July 27, 2020 -- The U.S. has reported more than 1,000 coronavirus deaths for several days, with Saturday marking the fifth day in a row that the death toll surpassed the grim number.
The last time the U.S. registered four consecutive days of 1,000 deaths was in late May, according to The Washington Post, when hotspot states in the Northeast recorded high numbers of new cases, hospitalizations and deaths. Now states in the South and West have seen a spike in new cases and hospitalizations in recent weeks, and California, Florida and Texas registered single-day records of deaths this week.
“What we have right now are essentially three New Yorks,” Deborah Birx, MD, coordinator of the White House Coronavirus Task Force, said on the TODAY show on Friday.
“We’re really having to respond as an American people, and that’s why you hear us calling for masks and increased social distancing to really stop the spread of this epidemic,” she said.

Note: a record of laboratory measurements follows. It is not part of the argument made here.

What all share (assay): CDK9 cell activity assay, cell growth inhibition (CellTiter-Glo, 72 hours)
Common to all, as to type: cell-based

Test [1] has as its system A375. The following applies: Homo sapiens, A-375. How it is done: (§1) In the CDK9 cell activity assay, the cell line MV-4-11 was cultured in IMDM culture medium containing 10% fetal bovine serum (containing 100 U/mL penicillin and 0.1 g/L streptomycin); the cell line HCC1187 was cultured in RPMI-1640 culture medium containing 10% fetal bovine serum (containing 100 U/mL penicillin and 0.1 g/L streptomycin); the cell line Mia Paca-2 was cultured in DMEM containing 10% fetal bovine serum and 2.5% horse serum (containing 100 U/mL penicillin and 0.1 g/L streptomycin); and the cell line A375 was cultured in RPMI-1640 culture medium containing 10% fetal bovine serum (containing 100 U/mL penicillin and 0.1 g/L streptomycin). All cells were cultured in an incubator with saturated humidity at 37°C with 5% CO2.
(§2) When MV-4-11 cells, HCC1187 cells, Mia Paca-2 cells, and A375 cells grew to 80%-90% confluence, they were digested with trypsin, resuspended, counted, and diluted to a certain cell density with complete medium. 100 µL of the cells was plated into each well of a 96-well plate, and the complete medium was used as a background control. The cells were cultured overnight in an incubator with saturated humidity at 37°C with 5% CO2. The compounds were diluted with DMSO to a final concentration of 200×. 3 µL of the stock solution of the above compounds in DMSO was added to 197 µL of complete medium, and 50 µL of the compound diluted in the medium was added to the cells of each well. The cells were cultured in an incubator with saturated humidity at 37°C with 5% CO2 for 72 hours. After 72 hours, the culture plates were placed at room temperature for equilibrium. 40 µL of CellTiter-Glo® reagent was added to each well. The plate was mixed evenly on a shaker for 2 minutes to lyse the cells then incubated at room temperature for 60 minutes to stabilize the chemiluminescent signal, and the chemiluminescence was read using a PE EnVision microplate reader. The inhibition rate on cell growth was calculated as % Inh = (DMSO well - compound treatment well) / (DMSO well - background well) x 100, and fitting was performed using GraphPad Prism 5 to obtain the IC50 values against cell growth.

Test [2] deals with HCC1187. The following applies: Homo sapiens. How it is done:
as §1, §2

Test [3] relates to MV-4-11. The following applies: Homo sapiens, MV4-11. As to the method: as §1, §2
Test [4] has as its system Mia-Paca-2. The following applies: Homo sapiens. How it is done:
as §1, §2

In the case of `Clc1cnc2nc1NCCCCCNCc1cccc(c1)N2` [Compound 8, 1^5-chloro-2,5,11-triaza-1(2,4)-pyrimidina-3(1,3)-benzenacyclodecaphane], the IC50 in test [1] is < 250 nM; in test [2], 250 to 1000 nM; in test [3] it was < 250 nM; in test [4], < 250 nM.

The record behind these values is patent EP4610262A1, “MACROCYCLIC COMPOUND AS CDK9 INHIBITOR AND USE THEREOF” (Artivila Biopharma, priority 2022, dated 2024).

The U.S. also surpassed 145,000 total coronavirus-related deaths on Friday, according to data from Johns Hopkins University, as well as 75,000 new infections. More than 400,000 new cases were reported nationwide in the last seven days.
Also during the past week, 18 states set single-day case records, according to The New York Times, and 40 states have reported a 14-day increase in cases per capita.
California leads the country with more than 445,000 total cases since the beginning of the pandemic, including more than 10,000 new cases confirmed on Saturday. This week, Florida surpassed New York and has more than 414,000 total cases, including 12,000 new cases confirmed on Saturday. New York now stands at third with more than 411,000 total cases, including 750 new cases reported on Saturday.
“Until you can see that explosion, it’s hard for people to understand how deeply you have to clamp down,” Birx said Friday. “We have to change our behavior now before this virus completely moves back up through the North.”